Realize this: Time with Jesus will never just happen. You must plan for it, and you must be committed to it just as you’re committed to going to work every day. It’s that important.
Set a realistic goal. Start small—maybe just 15 minutes every day. What you do with that time is between you and God. You may sing, journal, enjoy times of silence, pray, read the Bible, and so on. But start today, and make it first on your list.
4Get a spiritual-accountability partner
Find someone who shares your desire to grow spiritually and ask that person to enter into a partnership with you to achieve your spiritual goals. Your accountability partner may be a close friend, or they may be an acquaintance you feel like you can trust. The principle here is strength in numbers. “Two are better than one, because they have a good return for their work: If one falls down, his friend can help him up. But pity the man who falls and has no one to help him up!” (Ecclesiastes 4:9, 10).
Simply put, we need help. An accountability partner will pray for and with you, and, as the name suggests, hold you accountable to the goals you have set for yourself. Ask God to lead you to the right person to partner with. Ask that person to lunch. Share your goals over a meal, and invite him or her to be your accountability partner. This may be the most exciting and most important step in your spiritual growth plan.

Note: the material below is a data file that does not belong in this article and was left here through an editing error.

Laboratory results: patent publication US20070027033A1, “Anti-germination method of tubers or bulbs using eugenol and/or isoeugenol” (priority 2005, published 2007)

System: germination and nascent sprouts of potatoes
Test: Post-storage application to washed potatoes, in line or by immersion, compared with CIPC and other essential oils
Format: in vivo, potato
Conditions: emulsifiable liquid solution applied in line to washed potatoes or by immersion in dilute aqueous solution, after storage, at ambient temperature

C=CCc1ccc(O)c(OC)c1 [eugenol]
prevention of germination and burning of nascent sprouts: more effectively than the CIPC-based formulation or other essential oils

5Give yourself away
The Dead Sea is literally dead because water flows in but doesn’t flow out. It’s a “selfish” body of water—only receiving and not giving. Christians can become like the Dead Sea when they constantly take in Bible study, church activities, sermons, seminars, and so on, but seldom give out in the form of Christian witness or service to others.
If you really want to grow spiritually, look and pray for ways to give yourself away. Volunteer at a local hospital or homeless shelter. Mow the lawn or rake the leaves for an elderly couple. Play golf with a friend or business associate who seems lonely. Organize a painting party and freshen up a shut-in’s kitchen or exterior trim. The point is this: spirituality is more than just sitting around praying and reading. We grow most like Jesus when we’re serving and ministering to others.
Well, there you have it—five ways to increase your spirituality. Not an exhaustive list by any means, but one to start with.